Have historical land use/land cover changes triggered a fire regime shift in Central Spain?

By Celia Conde on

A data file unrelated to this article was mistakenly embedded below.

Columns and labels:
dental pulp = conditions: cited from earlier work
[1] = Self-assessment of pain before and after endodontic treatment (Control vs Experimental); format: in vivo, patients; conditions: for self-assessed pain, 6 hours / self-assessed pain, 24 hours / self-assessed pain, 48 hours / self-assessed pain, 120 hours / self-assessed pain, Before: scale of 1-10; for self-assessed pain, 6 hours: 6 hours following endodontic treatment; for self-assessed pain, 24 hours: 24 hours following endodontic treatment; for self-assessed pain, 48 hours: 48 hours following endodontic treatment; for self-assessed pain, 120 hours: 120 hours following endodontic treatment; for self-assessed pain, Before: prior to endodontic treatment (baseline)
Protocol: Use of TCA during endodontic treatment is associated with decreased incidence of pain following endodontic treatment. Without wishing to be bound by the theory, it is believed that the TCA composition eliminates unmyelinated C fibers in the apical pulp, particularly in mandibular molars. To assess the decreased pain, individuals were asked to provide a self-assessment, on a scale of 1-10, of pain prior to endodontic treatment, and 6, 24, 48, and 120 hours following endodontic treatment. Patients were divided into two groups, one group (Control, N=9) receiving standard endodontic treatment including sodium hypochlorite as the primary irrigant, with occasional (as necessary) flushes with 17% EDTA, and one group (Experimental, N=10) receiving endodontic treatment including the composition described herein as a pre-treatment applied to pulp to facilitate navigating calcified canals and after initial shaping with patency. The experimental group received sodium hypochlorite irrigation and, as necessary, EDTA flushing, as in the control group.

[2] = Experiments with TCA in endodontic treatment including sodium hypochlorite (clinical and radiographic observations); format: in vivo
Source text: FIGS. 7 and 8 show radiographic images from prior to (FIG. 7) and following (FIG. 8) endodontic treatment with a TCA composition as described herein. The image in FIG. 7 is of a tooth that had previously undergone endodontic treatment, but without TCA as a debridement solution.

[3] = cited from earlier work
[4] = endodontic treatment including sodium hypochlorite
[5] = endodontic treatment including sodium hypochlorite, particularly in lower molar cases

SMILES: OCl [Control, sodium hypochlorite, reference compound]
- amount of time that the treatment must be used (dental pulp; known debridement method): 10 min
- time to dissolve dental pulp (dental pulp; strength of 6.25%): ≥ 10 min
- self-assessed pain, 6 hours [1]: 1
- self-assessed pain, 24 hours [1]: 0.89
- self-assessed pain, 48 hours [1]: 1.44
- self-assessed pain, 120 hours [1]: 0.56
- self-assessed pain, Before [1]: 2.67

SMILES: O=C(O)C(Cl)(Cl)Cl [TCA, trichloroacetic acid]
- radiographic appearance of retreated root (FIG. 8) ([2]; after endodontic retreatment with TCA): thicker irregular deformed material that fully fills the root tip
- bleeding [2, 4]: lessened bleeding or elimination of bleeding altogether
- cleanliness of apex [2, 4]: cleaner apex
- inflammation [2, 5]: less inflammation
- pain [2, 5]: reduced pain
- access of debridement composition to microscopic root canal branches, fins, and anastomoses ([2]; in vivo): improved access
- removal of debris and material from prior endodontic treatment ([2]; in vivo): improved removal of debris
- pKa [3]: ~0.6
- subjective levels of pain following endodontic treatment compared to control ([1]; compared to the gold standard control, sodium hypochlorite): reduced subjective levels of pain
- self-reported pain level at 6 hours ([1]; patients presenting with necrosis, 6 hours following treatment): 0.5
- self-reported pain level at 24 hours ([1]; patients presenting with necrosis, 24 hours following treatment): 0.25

Abstract: Fire is one of the main disturbance factors shaping the landscape, and landscape is a key driver of fire behavior. Considering the role played by land use and land cover (LULC) changes as the main driver of landscape dynamics, the aim of this study was to calculate and analyze (i) the real impact of fire on LULC changes and (ii) how these LULC changes were influencing the fire regime. We used methods of historical geography and socio-spatial systemic analysis for reconstructing and assessing the LULC change and fire history in six case studies in the Central Mountain System (Spain) from archival documentary sources and historical cartography. The main result is an accurate dataset of fire records from 1497 to 2013 and a set of LULC maps for three time points (1890s–1930s, 1956–1957, and the 2000s). We have shown the nonlinear evolution of the fire regime and the importance of the local scale when assessing the interaction of landscape dynamics and fire regime variation. Our findings suggest that LULC trends have been the main influencing factor of fire regime variation in Central Spain since the mid-19th century.

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